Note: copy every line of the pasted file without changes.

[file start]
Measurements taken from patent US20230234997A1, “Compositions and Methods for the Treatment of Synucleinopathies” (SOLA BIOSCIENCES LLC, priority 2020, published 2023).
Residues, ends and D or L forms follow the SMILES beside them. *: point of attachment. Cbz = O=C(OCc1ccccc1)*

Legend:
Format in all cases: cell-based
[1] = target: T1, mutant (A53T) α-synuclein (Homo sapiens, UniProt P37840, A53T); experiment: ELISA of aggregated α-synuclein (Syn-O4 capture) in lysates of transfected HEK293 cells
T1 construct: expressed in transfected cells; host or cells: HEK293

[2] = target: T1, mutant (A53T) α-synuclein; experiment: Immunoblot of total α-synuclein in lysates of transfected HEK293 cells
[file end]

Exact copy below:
Measurements taken from patent US20230234997A1, “Compositions and Methods for the Treatment of Synucleinopathies” (SOLA BIOSCIENCES LLC, priority 2020, published 2023).
Residues, ends and D or L forms follow the SMILES beside them. *: point of attachment. Cbz = O=C(OCc1ccccc1)*

Legend:
Format in all cases: cell-based
[1] = target: T1, mutant (A53T) α-synuclein (Homo sapiens, UniProt P37840, A53T); experiment: ELISA of aggregated α-synuclein (Syn-O4 capture) in lysates of transfected HEK293 cells
T1 construct: expressed in transfected cells; host or cells: HEK293

[2] = target: T1, mutant (A53T) α-synuclein; experiment: Immunoblot of total α-synuclein in lysates of transfected HEK293 cells